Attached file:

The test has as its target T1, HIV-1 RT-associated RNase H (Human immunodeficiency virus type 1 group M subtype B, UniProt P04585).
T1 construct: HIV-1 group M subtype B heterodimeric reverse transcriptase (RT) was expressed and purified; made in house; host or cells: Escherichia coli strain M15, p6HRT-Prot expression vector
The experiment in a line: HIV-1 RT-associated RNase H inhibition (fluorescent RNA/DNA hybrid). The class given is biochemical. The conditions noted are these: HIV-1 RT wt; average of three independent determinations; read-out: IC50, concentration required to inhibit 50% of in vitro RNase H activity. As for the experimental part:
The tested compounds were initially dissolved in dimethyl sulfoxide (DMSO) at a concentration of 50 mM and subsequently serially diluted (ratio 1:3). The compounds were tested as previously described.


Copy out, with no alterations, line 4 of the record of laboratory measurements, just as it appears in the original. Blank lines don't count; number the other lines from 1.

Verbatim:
The tested compounds were initially dissolved in dimethyl sulfoxide (DMSO) at a concentration of 50 mM and subsequently serially diluted (ratio 1:3). The compounds were tested as previously described.